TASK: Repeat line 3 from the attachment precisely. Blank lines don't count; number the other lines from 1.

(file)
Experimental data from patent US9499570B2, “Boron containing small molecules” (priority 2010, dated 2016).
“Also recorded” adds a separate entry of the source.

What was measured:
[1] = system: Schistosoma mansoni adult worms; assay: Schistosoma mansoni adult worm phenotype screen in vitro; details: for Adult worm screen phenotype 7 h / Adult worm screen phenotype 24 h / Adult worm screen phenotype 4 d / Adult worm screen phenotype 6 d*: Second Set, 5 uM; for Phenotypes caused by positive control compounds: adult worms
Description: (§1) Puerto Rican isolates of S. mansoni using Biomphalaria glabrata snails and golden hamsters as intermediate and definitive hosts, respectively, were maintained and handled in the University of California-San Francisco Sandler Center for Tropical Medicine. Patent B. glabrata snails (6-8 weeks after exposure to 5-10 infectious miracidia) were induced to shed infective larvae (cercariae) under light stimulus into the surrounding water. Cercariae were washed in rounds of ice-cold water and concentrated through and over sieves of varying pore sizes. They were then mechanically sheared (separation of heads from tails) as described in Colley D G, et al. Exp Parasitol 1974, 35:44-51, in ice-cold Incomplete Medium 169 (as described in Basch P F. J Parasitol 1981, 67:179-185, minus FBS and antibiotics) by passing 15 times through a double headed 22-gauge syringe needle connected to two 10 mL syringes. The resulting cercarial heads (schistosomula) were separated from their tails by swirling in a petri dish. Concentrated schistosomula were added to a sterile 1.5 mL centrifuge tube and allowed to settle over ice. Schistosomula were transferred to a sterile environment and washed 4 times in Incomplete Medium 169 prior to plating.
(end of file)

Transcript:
What was measured: